News / Winnipeg

Executive policy committee lobs registry plan to council for approval

Next week council will vote on implementing a voluntary lobbyist registry that would eventually list anyone trying to influence government decision-makers.

Metro File

If the mayor gets his way, the days of privately influencing municipal officials in Winnipeg may be numbered. 

On Wednesday, council’s executive policy committee pushed Mayor Brian Bowman’s proposal for a lobbyist registry through to council for final approval.

Bowman said it was “one additional positive step forward in terms of (the city’s) efforts to have greater openness and transparency at City Hall.”

He’s been working on adding a registry to his accountability tool belt since late 2016, when he first started pitching it as a list lobbyists would sign after meeting with any city official.

Officially, the city is defining lobbyists as “any individual representing a financial or business interest, or the financial interest of a not-for-profit with paid staff, who communicates outside of standard city process with a councillor or city staff to try to influence a decision on government matters.”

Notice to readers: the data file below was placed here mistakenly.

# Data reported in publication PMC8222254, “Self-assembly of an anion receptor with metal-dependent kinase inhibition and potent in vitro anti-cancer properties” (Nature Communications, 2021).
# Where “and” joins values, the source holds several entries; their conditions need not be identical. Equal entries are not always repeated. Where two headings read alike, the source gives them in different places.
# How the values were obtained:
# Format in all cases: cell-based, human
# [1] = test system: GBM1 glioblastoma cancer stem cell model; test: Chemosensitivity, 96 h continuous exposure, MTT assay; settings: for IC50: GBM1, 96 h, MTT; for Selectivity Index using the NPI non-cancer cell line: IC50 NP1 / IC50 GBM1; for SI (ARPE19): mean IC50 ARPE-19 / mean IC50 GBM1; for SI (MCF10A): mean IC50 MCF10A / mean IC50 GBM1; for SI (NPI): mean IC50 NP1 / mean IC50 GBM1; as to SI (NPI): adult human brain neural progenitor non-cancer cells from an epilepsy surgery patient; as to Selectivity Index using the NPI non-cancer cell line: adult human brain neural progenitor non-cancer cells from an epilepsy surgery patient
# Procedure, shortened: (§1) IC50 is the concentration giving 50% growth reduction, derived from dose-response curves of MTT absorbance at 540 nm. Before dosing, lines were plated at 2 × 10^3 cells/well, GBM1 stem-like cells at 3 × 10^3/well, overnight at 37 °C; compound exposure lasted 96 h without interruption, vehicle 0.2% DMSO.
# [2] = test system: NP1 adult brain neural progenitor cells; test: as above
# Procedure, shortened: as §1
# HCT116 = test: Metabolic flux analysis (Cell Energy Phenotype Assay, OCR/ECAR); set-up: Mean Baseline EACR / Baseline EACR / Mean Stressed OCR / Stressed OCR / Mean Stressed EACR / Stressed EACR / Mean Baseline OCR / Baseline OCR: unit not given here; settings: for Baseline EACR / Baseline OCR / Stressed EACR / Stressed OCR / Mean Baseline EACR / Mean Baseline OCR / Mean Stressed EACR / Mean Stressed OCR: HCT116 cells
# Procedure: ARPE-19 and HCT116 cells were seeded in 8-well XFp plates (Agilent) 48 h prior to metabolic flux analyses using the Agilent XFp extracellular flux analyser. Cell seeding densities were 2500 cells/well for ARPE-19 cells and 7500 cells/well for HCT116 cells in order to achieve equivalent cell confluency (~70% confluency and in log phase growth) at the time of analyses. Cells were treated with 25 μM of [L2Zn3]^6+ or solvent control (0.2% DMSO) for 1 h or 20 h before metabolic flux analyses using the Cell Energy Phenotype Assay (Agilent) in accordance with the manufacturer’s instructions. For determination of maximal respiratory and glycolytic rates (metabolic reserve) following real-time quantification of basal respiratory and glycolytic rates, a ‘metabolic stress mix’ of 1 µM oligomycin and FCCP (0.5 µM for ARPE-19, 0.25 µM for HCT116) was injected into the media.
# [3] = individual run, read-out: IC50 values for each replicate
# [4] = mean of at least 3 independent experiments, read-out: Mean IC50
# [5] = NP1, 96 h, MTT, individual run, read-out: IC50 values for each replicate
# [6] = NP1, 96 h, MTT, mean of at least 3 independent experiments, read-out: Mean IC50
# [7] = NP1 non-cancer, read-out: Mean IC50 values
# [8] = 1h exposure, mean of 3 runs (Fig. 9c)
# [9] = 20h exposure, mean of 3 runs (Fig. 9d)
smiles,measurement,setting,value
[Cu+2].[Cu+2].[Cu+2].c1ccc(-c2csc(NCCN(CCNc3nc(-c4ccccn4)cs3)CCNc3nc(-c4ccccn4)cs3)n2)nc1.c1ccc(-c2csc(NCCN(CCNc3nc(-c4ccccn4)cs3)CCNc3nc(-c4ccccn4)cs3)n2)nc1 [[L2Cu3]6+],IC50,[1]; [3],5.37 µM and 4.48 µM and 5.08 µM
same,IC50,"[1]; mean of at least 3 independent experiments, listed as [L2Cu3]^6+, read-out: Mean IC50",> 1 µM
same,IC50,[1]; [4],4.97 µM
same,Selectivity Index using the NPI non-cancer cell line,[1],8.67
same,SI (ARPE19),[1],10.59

Bowman sees it as a way to share openly “who is trying to influence government decision-makers and why.”

It’s something he said has been “missing from Winnipeg City Hall for far too long.”

“They’re not novel, they’re not new tools, they’ve been around for many years and they’ve proven to work successfully in many jurisdictions,” Bowman said.

Former city councillor George Fraser addressed the executive policy committee with concerns about the “administrative load of managing and overseeing a registry,” which he said “could drain the human and financial resources” of the city’s new integrity commissioner, Sherri Walsh.

Signing the registry would be voluntary at first, but the administrative report on the registry does recommend the integrity commissioner should consider city charter amendments to make the registry mandatory, like penalties for non-compliance.

Bowman brushed off Fraser’s concerns and was adamant the registry is “another important step towards changing city hall for the better.”

“It’s important that we continue to move City Hall forward and not allow old school politics back into City Hall,” he said. 

Council as a whole will vote on the lobbyist registry motion next week. 

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